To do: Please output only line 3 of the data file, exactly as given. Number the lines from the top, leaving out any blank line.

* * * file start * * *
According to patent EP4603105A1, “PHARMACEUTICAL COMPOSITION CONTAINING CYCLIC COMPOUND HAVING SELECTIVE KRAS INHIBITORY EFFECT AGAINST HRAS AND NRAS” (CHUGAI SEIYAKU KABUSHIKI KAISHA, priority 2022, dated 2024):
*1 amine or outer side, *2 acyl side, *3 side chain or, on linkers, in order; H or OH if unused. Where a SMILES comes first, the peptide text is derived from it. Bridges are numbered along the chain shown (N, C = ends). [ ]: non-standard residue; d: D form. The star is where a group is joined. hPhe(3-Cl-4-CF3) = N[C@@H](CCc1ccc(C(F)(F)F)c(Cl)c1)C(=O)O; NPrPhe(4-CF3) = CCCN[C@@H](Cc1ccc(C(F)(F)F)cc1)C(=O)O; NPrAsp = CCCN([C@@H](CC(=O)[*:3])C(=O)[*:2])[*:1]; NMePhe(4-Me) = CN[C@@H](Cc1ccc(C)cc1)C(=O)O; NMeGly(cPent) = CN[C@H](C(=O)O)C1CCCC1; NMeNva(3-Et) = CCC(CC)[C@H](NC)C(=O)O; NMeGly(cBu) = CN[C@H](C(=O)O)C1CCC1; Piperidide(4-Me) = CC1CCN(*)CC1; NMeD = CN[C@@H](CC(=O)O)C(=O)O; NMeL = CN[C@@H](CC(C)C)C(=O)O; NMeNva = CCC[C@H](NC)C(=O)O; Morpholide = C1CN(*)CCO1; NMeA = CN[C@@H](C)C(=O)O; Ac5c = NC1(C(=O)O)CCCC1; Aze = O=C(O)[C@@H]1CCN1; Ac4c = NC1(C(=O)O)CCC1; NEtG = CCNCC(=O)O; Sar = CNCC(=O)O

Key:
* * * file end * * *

Key: